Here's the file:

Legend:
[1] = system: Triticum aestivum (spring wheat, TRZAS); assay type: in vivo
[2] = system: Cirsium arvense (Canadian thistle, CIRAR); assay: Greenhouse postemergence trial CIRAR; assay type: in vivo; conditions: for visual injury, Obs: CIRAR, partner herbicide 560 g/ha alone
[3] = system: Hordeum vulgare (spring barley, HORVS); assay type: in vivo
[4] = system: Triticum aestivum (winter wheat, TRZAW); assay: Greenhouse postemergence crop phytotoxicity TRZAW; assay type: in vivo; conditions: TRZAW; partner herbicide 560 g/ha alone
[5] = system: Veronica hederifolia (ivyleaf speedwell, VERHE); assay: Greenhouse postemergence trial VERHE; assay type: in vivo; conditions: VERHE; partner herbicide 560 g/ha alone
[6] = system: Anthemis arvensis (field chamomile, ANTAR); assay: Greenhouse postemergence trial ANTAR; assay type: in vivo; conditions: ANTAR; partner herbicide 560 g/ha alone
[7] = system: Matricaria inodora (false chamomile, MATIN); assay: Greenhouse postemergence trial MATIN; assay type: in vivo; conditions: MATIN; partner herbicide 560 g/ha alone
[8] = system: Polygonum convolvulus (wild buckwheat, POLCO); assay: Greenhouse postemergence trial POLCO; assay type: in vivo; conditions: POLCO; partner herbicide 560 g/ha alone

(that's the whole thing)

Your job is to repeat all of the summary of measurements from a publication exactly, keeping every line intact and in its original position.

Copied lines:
Legend:
[1] = system: Triticum aestivum (spring wheat, TRZAS); assay type: in vivo
[2] = system: Cirsium arvense (Canadian thistle, CIRAR); assay: Greenhouse postemergence trial CIRAR; assay type: in vivo; conditions: for visual injury, Obs: CIRAR, partner herbicide 560 g/ha alone
[3] = system: Hordeum vulgare (spring barley, HORVS); assay type: in vivo
[4] = system: Triticum aestivum (winter wheat, TRZAW); assay: Greenhouse postemergence crop phytotoxicity TRZAW; assay type: in vivo; conditions: TRZAW; partner herbicide 560 g/ha alone
[5] = system: Veronica hederifolia (ivyleaf speedwell, VERHE); assay: Greenhouse postemergence trial VERHE; assay type: in vivo; conditions: VERHE; partner herbicide 560 g/ha alone
[6] = system: Anthemis arvensis (field chamomile, ANTAR); assay: Greenhouse postemergence trial ANTAR; assay type: in vivo; conditions: ANTAR; partner herbicide 560 g/ha alone
[7] = system: Matricaria inodora (false chamomile, MATIN); assay: Greenhouse postemergence trial MATIN; assay type: in vivo; conditions: MATIN; partner herbicide 560 g/ha alone
[8] = system: Polygonum convolvulus (wild buckwheat, POLCO); assay: Greenhouse postemergence trial POLCO; assay type: in vivo; conditions: POLCO; partner herbicide 560 g/ha alone